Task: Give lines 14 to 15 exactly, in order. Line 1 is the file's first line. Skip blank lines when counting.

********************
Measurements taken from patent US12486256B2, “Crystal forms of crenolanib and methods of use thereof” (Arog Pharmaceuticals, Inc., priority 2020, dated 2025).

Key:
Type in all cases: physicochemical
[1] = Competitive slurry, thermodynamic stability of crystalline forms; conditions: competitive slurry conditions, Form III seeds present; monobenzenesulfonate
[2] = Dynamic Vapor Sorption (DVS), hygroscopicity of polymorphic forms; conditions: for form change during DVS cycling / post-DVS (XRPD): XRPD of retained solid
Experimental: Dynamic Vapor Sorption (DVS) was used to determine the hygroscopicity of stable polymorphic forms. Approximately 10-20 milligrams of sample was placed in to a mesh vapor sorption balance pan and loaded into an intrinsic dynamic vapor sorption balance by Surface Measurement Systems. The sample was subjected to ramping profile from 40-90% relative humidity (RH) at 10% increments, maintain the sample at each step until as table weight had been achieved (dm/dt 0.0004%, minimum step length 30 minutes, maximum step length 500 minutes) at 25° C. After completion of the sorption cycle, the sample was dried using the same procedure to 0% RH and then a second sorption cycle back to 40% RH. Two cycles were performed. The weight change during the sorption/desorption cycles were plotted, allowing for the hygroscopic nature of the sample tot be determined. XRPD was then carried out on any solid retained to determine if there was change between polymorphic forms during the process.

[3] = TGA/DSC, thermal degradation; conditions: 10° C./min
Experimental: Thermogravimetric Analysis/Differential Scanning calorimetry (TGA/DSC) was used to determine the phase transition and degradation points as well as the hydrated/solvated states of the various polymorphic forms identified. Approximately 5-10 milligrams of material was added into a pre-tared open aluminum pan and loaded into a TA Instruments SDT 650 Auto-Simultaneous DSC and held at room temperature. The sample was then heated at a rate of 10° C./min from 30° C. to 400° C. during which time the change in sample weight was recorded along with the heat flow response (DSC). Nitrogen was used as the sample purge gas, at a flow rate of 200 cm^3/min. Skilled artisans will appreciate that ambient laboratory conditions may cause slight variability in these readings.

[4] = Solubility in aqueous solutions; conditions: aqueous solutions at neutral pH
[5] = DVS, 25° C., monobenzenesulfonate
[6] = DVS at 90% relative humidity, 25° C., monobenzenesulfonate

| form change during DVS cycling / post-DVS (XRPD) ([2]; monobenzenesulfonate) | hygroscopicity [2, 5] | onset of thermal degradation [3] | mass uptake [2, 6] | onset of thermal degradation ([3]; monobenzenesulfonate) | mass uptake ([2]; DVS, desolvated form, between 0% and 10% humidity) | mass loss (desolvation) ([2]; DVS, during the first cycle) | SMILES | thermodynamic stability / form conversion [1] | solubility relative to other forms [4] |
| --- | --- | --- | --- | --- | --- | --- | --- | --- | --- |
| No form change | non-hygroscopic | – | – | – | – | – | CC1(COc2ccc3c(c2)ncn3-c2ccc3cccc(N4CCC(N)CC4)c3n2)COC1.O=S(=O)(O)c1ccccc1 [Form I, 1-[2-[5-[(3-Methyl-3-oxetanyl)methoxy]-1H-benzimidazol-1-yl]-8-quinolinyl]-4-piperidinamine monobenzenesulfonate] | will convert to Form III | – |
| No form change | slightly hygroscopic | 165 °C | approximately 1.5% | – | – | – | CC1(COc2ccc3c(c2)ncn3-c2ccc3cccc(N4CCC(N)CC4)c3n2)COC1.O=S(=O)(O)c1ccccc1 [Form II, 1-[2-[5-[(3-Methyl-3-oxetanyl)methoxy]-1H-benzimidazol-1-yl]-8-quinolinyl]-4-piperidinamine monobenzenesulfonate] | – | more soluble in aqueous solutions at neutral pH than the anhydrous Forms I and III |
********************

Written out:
| No form change | non-hygroscopic | – | – | – | – | – | CC1(COc2ccc3c(c2)ncn3-c2ccc3cccc(N4CCC(N)CC4)c3n2)COC1.O=S(=O)(O)c1ccccc1 [Form I, 1-[2-[5-[(3-Methyl-3-oxetanyl)methoxy]-1H-benzimidazol-1-yl]-8-quinolinyl]-4-piperidinamine monobenzenesulfonate] | will convert to Form III | – |
| No form change | slightly hygroscopic | 165 °C | approximately 1.5% | – | – | – | CC1(COc2ccc3c(c2)ncn3-c2ccc3cccc(N4CCC(N)CC4)c3n2)COC1.O=S(=O)(O)c1ccccc1 [Form II, 1-[2-[5-[(3-Methyl-3-oxetanyl)methoxy]-1H-benzimidazol-1-yl]-8-quinolinyl]-4-piperidinamine monobenzenesulfonate] | – | more soluble in aqueous solutions at neutral pH than the anhydrous Forms I and III |